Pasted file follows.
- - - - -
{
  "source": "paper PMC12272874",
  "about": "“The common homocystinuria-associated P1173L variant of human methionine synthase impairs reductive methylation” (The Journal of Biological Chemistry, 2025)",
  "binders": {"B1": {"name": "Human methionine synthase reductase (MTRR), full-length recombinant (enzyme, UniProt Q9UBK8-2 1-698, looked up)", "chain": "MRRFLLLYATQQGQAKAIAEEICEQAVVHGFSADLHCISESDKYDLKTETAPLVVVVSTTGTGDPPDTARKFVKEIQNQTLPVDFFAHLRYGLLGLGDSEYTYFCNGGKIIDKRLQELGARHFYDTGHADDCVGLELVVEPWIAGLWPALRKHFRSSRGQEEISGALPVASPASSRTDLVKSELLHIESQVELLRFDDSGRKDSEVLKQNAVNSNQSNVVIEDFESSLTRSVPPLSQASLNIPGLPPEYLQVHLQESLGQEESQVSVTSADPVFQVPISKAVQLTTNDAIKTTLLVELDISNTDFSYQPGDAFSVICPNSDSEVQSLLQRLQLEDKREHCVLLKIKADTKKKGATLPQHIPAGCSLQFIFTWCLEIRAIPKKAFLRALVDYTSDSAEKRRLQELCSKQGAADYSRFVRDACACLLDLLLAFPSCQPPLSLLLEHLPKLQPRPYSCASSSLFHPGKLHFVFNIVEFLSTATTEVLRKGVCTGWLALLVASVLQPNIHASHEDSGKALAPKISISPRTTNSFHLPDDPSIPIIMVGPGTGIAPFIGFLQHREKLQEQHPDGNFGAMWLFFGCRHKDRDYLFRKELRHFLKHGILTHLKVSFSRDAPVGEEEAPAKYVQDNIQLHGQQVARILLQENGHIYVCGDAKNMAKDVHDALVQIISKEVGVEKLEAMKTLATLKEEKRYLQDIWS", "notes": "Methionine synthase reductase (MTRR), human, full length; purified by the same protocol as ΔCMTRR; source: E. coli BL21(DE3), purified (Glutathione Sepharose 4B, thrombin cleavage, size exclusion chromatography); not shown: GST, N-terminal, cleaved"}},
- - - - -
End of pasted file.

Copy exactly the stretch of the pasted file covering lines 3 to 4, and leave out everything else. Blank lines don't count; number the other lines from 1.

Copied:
  "about": "“The common homocystinuria-associated P1173L variant of human methionine synthase impairs reductive methylation” (The Journal of Biological Chemistry, 2025)",
  "binders": {"B1": {"name": "Human methionine synthase reductase (MTRR), full-length recombinant (enzyme, UniProt Q9UBK8-2 1-698, looked up)", "chain": "MRRFLLLYATQQGQAKAIAEEICEQAVVHGFSADLHCISESDKYDLKTETAPLVVVVSTTGTGDPPDTARKFVKEIQNQTLPVDFFAHLRYGLLGLGDSEYTYFCNGGKIIDKRLQELGARHFYDTGHADDCVGLELVVEPWIAGLWPALRKHFRSSRGQEEISGALPVASPASSRTDLVKSELLHIESQVELLRFDDSGRKDSEVLKQNAVNSNQSNVVIEDFESSLTRSVPPLSQASLNIPGLPPEYLQVHLQESLGQEESQVSVTSADPVFQVPISKAVQLTTNDAIKTTLLVELDISNTDFSYQPGDAFSVICPNSDSEVQSLLQRLQLEDKREHCVLLKIKADTKKKGATLPQHIPAGCSLQFIFTWCLEIRAIPKKAFLRALVDYTSDSAEKRRLQELCSKQGAADYSRFVRDACACLLDLLLAFPSCQPPLSLLLEHLPKLQPRPYSCASSSLFHPGKLHFVFNIVEFLSTATTEVLRKGVCTGWLALLVASVLQPNIHASHEDSGKALAPKISISPRTTNSFHLPDDPSIPIIMVGPGTGIAPFIGFLQHREKLQEQHPDGNFGAMWLFFGCRHKDRDYLFRKELRHFLKHGILTHLKVSFSRDAPVGEEEAPAKYVQDNIQLHGQQVARILLQENGHIYVCGDAKNMAKDVHDALVQIISKEVGVEKLEAMKTLATLKEEKRYLQDIWS", "notes": "Methionine synthase reductase (MTRR), human, full length; purified by the same protocol as ΔCMTRR; source: E. coli BL21(DE3), purified (Glutathione Sepharose 4B, thrombin cleavage, size exclusion chromatography); not shown: GST, N-terminal, cleaved"}},